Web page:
15.5 Child documents

When you feel an R Markdown document is too long, you may consider splitting it into shorter documents, and include them as child documents of the main document via the chunk option child. The child option takes a character vector of paths to the child documents, e.g.,

Since knitr chunk options can take values from arbitrary R expressions, one application of the child option is the conditional inclusion of a document. For example, if your report has an appendix containing technical details that your boss may not be interested in, you may use a variable to control whether this appendix is included in the report:

Or if you are writing a news report on a football game that has not taken place yet, you may include different child documents depending on the outcome, e.g., child = if (winner == 'brazil') 'brazil.Rmd' else 'germany.Rmd'. Then as soon as the game (between Germany and Brazil) is finished, you can publish your report.

Another way to compile child documents is the function knitr::knit_child(). You can call this function in an R code chunk or an inline R expression, e.g.,

The function knit_child() returns a character vector of the knitted output, which we can write back to the main document with cat() and the chunk option results = 'asis'.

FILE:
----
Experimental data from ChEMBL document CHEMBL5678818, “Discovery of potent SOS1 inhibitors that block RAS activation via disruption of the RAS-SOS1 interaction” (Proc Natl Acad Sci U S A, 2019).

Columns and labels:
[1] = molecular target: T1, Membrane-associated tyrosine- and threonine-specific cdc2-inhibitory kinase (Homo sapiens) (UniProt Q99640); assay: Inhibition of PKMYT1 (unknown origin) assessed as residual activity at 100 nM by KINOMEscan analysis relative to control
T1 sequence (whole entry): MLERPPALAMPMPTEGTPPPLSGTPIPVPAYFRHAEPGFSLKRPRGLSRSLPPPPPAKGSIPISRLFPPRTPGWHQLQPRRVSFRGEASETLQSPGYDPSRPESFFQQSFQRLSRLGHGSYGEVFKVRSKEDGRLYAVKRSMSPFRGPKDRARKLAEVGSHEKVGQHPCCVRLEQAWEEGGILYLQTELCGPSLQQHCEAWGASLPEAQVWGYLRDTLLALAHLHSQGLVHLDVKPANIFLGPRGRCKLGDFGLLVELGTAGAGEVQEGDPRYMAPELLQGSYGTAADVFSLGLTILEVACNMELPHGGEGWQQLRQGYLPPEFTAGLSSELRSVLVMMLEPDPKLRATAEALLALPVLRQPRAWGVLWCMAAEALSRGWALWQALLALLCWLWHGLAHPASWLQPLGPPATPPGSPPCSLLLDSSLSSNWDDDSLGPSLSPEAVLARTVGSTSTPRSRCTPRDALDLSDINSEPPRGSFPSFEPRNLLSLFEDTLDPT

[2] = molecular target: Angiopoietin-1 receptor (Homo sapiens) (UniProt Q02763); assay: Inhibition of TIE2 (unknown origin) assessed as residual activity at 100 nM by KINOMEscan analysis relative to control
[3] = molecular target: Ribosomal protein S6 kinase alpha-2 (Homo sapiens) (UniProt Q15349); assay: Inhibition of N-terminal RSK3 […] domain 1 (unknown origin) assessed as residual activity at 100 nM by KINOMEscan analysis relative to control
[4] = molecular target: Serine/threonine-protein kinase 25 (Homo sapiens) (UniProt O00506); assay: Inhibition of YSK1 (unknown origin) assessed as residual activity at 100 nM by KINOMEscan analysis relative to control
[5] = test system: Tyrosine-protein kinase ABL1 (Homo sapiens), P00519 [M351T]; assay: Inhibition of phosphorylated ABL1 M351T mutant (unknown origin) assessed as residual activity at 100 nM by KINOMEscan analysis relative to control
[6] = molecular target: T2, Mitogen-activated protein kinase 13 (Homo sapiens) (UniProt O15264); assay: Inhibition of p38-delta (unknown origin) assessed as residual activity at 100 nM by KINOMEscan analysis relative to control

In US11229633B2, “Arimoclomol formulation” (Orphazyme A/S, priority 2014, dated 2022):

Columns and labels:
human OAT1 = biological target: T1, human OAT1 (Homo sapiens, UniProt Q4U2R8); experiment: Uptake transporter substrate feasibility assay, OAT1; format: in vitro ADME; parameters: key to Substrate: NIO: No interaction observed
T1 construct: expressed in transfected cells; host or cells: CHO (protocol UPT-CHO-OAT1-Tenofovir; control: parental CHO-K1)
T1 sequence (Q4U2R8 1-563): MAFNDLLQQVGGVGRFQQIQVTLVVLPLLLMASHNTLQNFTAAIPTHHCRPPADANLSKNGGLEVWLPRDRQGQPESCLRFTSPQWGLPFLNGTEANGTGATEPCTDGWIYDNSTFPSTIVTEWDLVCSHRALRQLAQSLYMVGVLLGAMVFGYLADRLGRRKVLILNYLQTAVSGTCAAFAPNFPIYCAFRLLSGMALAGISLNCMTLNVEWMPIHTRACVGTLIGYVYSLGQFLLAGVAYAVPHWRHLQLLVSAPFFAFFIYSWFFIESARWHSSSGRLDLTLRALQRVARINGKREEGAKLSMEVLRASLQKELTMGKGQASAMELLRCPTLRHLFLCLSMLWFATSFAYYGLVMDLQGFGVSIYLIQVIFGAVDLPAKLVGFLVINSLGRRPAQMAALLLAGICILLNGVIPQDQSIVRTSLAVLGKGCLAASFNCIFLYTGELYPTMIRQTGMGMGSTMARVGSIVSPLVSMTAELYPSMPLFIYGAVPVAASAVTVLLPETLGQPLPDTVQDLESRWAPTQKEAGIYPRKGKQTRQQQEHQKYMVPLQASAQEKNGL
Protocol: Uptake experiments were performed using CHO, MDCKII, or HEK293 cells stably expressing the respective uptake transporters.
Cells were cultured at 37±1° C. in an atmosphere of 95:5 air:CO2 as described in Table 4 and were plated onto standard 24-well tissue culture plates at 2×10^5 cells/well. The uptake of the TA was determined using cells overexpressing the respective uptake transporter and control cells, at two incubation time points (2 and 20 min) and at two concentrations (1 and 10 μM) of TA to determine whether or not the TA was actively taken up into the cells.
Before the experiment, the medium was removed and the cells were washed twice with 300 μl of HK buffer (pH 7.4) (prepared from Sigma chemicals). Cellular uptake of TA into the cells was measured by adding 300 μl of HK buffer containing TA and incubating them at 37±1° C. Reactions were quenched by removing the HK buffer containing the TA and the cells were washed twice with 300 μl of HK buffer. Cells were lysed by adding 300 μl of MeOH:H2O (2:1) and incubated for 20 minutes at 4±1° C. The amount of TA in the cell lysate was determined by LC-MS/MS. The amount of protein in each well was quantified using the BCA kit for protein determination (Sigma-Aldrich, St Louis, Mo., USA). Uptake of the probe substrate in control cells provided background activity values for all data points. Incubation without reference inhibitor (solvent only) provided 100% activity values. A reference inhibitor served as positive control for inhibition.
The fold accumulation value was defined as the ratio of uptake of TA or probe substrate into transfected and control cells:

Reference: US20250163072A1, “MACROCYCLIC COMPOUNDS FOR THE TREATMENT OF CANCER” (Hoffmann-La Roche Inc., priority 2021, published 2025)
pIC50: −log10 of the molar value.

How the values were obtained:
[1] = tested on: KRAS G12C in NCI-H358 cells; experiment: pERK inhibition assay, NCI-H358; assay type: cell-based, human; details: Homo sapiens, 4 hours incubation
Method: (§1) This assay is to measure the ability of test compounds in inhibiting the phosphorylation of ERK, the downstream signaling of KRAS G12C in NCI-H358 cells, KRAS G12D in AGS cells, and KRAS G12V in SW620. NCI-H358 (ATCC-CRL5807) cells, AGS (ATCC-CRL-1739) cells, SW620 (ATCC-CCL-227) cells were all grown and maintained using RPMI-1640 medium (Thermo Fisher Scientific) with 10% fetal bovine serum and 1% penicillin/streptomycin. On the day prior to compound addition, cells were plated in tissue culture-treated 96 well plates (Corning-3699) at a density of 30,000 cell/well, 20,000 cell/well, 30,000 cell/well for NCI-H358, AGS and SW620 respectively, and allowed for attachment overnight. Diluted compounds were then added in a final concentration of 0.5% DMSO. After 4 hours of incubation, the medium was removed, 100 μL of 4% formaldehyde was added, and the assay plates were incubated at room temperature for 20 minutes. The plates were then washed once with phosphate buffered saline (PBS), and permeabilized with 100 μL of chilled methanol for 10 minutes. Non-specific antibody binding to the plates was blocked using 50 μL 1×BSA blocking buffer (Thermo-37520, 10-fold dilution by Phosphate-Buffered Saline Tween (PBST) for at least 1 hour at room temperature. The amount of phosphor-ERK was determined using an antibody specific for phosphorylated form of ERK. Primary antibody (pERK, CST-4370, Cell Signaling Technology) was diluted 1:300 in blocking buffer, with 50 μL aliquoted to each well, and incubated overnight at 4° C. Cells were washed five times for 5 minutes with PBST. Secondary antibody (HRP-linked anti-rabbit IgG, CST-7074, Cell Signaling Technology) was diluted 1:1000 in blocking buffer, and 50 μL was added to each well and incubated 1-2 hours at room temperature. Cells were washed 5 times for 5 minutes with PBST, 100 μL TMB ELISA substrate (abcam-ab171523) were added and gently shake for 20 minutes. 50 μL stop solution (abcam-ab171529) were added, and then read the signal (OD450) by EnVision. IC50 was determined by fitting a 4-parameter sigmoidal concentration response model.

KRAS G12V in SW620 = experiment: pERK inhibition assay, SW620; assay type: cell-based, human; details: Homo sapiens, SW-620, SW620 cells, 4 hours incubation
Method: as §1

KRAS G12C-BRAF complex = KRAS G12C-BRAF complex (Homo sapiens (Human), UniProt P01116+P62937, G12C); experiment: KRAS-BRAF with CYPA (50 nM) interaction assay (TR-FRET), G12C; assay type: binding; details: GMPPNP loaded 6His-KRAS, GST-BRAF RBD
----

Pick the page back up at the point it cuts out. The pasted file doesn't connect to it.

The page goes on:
You can even use a child document as a template, and call knit_child() on it repeatedly with different parameters. In the example below, we run a regression using mpg as the response variable and each of the rest of variables in the mtcars data as the explanatory variable.

To make the above example self-contained, we used the text argument of knit_child() instead of a file input to pass the R Markdown content to be knitted. You can certainly write the content to a file, and pass a path to knit_child() instead. For example, you can save the content below to a file named template.Rmd:

And knit the file instead: